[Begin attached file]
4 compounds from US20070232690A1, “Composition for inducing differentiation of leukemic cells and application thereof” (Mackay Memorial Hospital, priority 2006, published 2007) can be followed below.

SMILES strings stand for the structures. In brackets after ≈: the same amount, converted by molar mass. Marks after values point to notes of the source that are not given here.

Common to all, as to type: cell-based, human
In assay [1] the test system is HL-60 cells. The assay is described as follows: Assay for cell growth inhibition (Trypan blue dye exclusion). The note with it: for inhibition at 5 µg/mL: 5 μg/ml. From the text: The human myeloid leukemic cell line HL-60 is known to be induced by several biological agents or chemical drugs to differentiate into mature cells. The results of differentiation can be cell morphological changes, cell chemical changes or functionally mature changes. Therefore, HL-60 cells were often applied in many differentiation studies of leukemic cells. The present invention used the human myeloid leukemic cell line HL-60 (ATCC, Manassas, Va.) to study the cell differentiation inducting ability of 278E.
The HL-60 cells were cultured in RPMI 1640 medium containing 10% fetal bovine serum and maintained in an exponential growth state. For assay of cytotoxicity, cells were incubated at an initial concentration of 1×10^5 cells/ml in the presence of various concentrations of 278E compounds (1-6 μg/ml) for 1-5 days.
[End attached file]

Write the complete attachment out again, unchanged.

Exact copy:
4 compounds from US20070232690A1, “Composition for inducing differentiation of leukemic cells and application thereof” (Mackay Memorial Hospital, priority 2006, published 2007) can be followed below.

SMILES strings stand for the structures. In brackets after ≈: the same amount, converted by molar mass. Marks after values point to notes of the source that are not given here.

Common to all, as to type: cell-based, human
In assay [1] the test system is HL-60 cells. The assay is described as follows: Assay for cell growth inhibition (Trypan blue dye exclusion). The note with it: for inhibition at 5 µg/mL: 5 μg/ml. From the text: The human myeloid leukemic cell line HL-60 is known to be induced by several biological agents or chemical drugs to differentiate into mature cells. The results of differentiation can be cell morphological changes, cell chemical changes or functionally mature changes. Therefore, HL-60 cells were often applied in many differentiation studies of leukemic cells. The present invention used the human myeloid leukemic cell line HL-60 (ATCC, Manassas, Va.) to study the cell differentiation inducting ability of 278E.
The HL-60 cells were cultured in RPMI 1640 medium containing 10% fetal bovine serum and maintained in an exponential growth state. For assay of cytotoxicity, cells were incubated at an initial concentration of 1×10^5 cells/ml in the presence of various concentrations of 278E compounds (1-6 μg/ml) for 1-5 days.